JOHANNESBURG/ CAPE TOWN – The postponement on the State of the Nation Address (Sona) is being seen as the strongest indication yet that this could be the end of the road for President Jacob Zuma.
Since Tuesday morning, several African National Congress (ANC)leaders who attended the national working committee (NWC) meeting on Monday have been speaking to Eyewitness News about the likelihood of Sona being postponed.
The reasons they gave included if President Zuma was not to resign before Wednesday’s national executive committee (NEC) meeting, the party’s highest decision-making body would move to recall him and there wouldn’t be enough time for the party to finalise who would deliver the address.
Some sources are telling EWN that the president will be recalled on Wednesday night and that his removal will be put to a vote if his supporters don’t give in.
They say if he refuses to go even after a decision is made, Members of Parliament (MPs) will be instructed to vote in support of a motion of no confidence in him.
Earlier, the ANC indicated that it did not want things to get to this level and the party wouldn’t want to embarrass the president.
Political Analyst Mcebisi Ndletyana says it was always inevitable that Parliament would have to deal with party problems.
“They would not want to have this event disrupted or tainted by conflict because this ANC meant to herald something new.”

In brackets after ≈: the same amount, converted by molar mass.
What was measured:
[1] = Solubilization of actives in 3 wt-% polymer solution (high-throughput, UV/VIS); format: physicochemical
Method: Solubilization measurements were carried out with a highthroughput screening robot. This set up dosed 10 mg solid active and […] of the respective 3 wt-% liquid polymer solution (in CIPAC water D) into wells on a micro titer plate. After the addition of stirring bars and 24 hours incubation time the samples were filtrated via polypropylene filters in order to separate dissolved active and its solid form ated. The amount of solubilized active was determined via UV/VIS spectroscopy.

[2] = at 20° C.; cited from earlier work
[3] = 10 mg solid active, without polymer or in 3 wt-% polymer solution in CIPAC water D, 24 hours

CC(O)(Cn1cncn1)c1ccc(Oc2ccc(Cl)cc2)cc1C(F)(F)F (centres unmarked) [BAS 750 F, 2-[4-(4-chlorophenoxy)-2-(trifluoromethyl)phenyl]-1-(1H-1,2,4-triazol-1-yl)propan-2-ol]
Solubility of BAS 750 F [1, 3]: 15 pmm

LISTEN: Baleka Mbete announces Sona postponement
SONA POSTPONEMENT WELCOMED
The ANC has welcomed it, saying its caucus will await the outcomes of the NEC scheduled for Wednesday to give guidance on the way forward.
The Democratic Alliance’s John Steenhuizen says the decision is a positive one.
“I think Zuma is on his way out, it would be unlikely that they would fire this type of round and not meet its mark.”
President Zuma has also come out to confirm that he requested the postponement.
He says this is due to quote “certain developments which make it not conducive to successfully hold the sitting and deliver Sona”.
Opposition had parties bombarded Parliament with requests to postpone Sona and they are now claiming a victory.
But ANC chief whip Jackson Mthembu says the decision comes after internal discussions and that the presiding officers were given latitude to decide.
“We are happy that the presiding officers, informed by the prevailing political environment, have arrived at a decision and we welcome that decision.”
IFP chief whip Narend Singh said: “We think it’s a very responsible decision taken by the presiding officers as they say in consultation with the president of the country, Parliament is going to have a full reputation in the eyes of the people out there.”
(Edited by Winnie Theletsane)